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New PARP Inhibitor Drug Approved to Treat Women with Recurrent Ovarian Cancer

To be eligible for treatment with Zejula, patients must show a complete or partial response to platinum-based chemotherapy.

New PARP Inhibitor Drug Approved to Treat Women with Recurrent Ovarian Cancer

By: Sarah Hand, M.Sc.

Posted on: in News | Videos | Pharmaceutical News

The US Food and Drug Administration (FDA) has approved Zejula (niraparib) as a maintenance treatment for women with certain types of recurrent cancers, including epithelial ovarian, fallopian tube, and primary peritoneal cancer. To be eligible for treatment with Zejula, patients must show a complete or partial response to platinum-based chemotherapy.

Zejula is a poly(ADP-ribose) polymerase (PARP) inhibitor, which works to inhibit the repair of DNA damage in cancer cells. According to Tesaro, the biopharmaceutical company that developed Zejula, the drug is the first PARP inhibitor which does not require patients to undergo biomarker testing for BRCA gene mutations.

“Despite high response rates to platinum-based treatment in recurrent ovarian cancer patients, the effectiveness of such chemotherapy diminishes over time,” said Dr. Ursula Matulonis, Director, Gynecologic Oncology at Dana-Farber Cancer Institute and Professor of Medicine, Harvard Medical School. “Unfortunately, progression free survival generally gets shorter after each subsequent treatment with a platinum-based chemotherapy regimen. Therefore, a treatment like Zejula that can increase progression-free survival after platinum therapy is very meaningful to patients and their families.

“Until recently, there have been few treatment advances for women with recurrent ovarian cancer and even fewer options available for women who do not harbor BRCA mutations. We are excited to have the opportunity to offer appropriate patients an oral, once-daily maintenance treatment that reduces the risk of cancer progression and extends the time between courses of chemotherapy for patients who have few treatment options.”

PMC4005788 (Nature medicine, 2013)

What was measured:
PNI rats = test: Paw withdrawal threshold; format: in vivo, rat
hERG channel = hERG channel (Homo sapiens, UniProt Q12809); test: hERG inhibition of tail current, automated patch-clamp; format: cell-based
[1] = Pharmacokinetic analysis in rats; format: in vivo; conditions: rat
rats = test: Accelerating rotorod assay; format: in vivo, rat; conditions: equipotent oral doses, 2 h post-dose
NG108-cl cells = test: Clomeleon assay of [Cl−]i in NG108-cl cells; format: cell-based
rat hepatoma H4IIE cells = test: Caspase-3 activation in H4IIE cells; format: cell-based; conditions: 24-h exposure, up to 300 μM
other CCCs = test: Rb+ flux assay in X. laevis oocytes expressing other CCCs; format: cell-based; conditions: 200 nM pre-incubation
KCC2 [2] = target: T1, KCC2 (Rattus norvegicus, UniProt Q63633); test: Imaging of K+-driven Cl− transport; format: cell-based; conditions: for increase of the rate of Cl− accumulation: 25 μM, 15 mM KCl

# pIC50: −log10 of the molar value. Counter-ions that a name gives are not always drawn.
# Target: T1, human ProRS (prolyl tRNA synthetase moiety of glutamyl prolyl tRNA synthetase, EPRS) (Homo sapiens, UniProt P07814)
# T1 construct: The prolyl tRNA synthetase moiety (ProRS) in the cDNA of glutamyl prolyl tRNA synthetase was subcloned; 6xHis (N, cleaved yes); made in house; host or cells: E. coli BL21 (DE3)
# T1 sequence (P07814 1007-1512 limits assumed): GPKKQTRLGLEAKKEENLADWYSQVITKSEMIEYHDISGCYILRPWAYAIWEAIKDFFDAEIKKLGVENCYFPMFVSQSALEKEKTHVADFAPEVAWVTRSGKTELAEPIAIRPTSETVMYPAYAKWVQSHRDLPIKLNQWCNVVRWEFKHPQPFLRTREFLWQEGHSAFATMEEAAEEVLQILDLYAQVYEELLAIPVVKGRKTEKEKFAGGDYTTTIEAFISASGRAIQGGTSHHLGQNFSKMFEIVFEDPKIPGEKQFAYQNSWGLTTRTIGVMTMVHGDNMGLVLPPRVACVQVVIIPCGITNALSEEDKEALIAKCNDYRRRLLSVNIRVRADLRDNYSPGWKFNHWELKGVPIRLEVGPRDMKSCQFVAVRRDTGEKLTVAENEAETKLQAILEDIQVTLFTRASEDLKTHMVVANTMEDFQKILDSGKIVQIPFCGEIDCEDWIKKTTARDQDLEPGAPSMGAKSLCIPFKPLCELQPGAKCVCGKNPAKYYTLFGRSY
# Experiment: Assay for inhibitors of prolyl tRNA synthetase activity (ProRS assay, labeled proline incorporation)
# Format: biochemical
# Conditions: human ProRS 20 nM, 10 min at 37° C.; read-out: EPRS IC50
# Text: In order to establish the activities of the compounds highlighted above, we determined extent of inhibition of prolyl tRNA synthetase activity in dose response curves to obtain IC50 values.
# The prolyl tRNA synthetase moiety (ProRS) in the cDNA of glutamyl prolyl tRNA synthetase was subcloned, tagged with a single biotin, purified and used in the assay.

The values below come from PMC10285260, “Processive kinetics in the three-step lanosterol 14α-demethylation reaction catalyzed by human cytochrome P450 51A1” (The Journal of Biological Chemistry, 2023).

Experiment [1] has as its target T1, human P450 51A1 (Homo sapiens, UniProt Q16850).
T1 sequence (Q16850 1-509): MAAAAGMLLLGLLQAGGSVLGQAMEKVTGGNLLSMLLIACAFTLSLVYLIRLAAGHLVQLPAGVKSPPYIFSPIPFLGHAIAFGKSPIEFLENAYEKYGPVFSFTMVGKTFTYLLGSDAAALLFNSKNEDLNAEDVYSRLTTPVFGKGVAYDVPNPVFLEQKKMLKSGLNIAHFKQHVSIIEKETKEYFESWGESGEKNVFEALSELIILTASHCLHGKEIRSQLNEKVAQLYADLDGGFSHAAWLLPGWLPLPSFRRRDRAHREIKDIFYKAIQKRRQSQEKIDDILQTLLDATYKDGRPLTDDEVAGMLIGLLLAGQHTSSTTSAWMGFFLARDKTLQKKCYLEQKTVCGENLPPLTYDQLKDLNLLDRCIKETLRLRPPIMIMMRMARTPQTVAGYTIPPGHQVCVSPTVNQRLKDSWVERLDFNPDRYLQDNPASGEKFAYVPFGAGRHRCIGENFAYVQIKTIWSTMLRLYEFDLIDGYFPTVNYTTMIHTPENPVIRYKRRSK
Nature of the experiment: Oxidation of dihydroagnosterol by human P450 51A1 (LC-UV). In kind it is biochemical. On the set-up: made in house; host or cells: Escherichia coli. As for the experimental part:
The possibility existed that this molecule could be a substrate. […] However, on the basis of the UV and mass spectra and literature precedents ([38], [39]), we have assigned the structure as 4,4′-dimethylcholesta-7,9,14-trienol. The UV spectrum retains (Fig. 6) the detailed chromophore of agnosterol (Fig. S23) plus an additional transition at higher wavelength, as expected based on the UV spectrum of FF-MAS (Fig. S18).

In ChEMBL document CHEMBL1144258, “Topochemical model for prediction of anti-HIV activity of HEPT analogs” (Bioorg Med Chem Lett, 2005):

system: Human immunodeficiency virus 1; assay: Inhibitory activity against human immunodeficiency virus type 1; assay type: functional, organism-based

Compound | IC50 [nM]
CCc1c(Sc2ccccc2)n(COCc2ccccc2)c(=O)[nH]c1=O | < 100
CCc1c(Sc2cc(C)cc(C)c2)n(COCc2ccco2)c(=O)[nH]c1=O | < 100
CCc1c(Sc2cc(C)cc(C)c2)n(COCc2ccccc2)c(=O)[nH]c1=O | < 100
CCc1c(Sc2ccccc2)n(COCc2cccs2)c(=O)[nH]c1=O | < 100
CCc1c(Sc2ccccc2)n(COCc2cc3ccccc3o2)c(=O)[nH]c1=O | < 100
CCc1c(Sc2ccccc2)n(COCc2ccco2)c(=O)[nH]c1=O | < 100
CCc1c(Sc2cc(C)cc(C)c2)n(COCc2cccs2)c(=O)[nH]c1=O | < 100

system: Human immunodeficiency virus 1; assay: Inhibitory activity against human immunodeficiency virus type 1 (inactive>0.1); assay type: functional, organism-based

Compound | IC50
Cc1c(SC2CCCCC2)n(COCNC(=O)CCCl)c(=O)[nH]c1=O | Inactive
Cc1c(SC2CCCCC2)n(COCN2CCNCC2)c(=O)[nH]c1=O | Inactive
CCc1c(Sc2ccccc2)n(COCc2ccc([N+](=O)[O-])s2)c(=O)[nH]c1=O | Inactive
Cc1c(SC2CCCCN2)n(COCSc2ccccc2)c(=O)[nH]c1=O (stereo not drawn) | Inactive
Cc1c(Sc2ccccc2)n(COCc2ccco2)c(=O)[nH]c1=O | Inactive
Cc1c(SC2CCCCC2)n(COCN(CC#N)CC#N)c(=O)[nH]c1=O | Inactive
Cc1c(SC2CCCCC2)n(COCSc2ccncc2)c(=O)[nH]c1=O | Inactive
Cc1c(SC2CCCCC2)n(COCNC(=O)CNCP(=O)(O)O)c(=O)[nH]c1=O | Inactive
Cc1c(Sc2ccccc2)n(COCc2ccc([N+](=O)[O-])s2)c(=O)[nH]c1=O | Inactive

Zejula showed efficacy in a Phase III clinical trial involving 553 patients with recurrent ovarian cancer. The drug was associated with a 74 percent reduction in disease progression and death in patients with a BRCA mutation. In patients without this biomarker, Zejula reduced the risk of disease progression or death by 55 percent.

“Maintenance therapy is an important part of a cancer treatment regimen for patients who have responded positively to a primary treatment,” said Dr. Richard Pazdur, acting director of the Office of Hematology and Oncology Products in the FDA’s Center for Drug Evaluation and Research and director of the FDA’s Oncology Center of Excellence. “Zejula offers patients a new treatment option that may help delay the future growth of these cancers, regardless of whether they have a specific genetic mutation.”

According to Tesaro, the drug will likely be launched in the US in late April. The drugmaker has also submitted an application for approval to the European Medicines Agency (EMA).

“Women with recurrent ovarian cancer often experience considerable fear and anxiety about future recurrences,” said Audra Moran, President and CEO of Ovarian Cancer Research Fund Alliance. “Zejula may offer patients and their families a treatment option during this stressful period. The ovarian cancer community is eager for new treatment options, and we are glad that Zejula will be available to women that have completed their platinum-based chemotherapy.”


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